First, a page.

In short, this book, tentatively titled The Lost Language, will be a PROFOUND AND IMPORTANT BOOK FOR THE AGES!! WRITTEN BY ME!!!

For the first two weeks, I was besotted with the book and everything about it. I love writing poems, and when I read my poems, I think they are wonderful. (In his Nicomachean Ethics, Aristotle says all poets are like this: "they dearly love their own poems, and are fond of them as though they were their children." Oh, that Aristotle was right about so many things!)

But now, almost a month into the writing, I don't think the book is profound or important.

I cringe at the poems, if you can even call them "poems" at all.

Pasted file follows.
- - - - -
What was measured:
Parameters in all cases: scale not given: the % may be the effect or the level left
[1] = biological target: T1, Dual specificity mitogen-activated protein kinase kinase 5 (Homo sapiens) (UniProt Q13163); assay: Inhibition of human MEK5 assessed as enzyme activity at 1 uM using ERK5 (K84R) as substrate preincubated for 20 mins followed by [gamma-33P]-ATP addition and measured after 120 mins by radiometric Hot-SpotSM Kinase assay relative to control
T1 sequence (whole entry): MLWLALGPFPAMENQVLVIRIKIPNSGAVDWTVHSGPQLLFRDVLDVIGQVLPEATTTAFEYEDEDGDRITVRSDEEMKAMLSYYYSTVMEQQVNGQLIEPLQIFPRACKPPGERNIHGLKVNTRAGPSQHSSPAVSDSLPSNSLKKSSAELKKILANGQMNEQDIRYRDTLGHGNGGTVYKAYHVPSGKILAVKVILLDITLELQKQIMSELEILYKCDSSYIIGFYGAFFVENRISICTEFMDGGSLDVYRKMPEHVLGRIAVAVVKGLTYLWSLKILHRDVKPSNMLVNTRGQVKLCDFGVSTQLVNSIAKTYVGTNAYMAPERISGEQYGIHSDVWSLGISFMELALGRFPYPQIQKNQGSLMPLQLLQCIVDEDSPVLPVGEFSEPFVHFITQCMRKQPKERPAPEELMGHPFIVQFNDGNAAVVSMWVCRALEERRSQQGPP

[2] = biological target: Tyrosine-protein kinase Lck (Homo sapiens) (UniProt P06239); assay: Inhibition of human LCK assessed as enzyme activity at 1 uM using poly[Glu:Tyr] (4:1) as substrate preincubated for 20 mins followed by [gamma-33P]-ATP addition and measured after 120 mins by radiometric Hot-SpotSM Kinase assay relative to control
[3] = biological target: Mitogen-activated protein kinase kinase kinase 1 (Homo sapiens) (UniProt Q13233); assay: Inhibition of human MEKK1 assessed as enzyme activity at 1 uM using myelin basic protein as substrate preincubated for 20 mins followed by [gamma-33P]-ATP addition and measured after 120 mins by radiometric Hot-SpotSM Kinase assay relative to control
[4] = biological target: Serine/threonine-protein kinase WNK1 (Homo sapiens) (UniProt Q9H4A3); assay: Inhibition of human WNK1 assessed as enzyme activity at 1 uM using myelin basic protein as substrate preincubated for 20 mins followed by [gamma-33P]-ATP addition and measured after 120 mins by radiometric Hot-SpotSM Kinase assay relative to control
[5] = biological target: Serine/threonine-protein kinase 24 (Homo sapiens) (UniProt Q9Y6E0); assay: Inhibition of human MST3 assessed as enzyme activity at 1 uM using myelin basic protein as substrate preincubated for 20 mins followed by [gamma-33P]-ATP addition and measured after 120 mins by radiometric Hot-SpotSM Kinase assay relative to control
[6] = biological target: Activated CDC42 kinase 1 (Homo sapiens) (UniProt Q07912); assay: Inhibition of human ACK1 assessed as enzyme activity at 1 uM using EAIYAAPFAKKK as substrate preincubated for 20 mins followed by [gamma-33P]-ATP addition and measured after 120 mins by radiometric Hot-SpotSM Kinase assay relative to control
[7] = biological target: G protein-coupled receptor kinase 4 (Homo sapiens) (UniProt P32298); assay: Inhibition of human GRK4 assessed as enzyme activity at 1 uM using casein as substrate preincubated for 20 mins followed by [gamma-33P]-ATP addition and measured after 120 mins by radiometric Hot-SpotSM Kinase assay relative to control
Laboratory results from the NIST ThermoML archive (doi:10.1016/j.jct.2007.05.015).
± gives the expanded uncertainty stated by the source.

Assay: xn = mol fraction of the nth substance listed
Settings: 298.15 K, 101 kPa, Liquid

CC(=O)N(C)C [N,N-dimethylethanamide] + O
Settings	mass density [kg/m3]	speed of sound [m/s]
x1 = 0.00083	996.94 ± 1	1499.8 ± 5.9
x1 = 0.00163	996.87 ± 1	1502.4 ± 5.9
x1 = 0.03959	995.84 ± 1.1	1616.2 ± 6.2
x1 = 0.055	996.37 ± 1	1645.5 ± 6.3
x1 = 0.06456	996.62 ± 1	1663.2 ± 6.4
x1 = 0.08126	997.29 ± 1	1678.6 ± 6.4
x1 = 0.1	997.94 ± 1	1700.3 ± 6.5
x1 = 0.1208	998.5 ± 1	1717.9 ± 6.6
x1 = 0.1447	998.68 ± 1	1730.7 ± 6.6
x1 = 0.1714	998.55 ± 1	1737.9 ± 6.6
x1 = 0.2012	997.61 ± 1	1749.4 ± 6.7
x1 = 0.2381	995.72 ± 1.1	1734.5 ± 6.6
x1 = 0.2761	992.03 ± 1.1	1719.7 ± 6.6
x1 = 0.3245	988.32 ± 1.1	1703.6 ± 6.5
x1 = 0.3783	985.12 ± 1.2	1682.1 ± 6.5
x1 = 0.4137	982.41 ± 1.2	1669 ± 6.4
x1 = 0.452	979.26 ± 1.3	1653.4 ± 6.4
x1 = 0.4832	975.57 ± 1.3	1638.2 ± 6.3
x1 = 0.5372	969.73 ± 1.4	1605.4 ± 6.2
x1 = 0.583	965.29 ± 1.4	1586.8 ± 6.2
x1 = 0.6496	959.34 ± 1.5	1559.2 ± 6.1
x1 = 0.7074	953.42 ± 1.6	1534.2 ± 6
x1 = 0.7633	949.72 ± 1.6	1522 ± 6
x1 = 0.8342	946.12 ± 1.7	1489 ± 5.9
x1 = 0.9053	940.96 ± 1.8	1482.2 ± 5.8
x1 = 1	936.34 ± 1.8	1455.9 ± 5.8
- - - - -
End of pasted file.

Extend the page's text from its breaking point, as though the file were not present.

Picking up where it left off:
Would two kids really think they could save a language in this way? Would other kids want to read about them trying to do it? Does the deep, dark stuff in the book come out of nowhere? Does it emerge too late in the story and get resolved too easily?

Oh, why couldn't that first burst of bliss go on forever?

Now that the demons of doubt have emerged, I have to find some way to defeat them - or at least to silence them enough to keep on writing.

Here is what I am working hard at telling myself:

1. All writers feel this way at this stage of a project. I have always felt this way at this stage of a project. Why should this time be any different?

2. It's exceedingly unlikely that this book is either as fabulously wonderful as I thought it was last week or as totally worthless as I fear it is now.